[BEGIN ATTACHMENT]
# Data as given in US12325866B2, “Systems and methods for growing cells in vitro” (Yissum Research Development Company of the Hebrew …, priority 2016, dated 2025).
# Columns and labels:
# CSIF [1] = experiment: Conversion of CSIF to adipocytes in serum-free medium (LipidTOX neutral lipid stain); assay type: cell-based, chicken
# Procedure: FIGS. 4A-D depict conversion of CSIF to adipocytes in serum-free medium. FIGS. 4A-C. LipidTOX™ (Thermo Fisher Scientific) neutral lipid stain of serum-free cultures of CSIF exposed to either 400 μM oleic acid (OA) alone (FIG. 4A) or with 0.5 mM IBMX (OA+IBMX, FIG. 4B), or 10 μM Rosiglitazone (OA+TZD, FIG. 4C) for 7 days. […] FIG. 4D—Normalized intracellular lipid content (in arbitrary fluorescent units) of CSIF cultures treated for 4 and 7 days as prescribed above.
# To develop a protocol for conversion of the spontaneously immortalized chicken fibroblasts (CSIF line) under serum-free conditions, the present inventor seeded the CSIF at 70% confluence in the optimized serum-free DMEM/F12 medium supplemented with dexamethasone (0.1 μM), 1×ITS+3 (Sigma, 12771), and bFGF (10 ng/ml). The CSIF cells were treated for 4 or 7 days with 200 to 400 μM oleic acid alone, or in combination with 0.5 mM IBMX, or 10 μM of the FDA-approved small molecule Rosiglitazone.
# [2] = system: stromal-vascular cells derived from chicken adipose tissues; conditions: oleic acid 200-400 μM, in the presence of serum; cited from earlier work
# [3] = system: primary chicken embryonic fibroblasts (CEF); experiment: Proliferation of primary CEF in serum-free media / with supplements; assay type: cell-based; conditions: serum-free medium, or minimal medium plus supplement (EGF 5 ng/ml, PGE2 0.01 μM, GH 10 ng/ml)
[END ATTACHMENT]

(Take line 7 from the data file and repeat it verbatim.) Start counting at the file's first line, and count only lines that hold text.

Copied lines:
# [3] = system: primary chicken embryonic fibroblasts (CEF); experiment: Proliferation of primary CEF in serum-free media / with supplements; assay type: cell-based; conditions: serum-free medium, or minimal medium plus supplement (EGF 5 ng/ml, PGE2 0.01 μM, GH 10 ng/ml)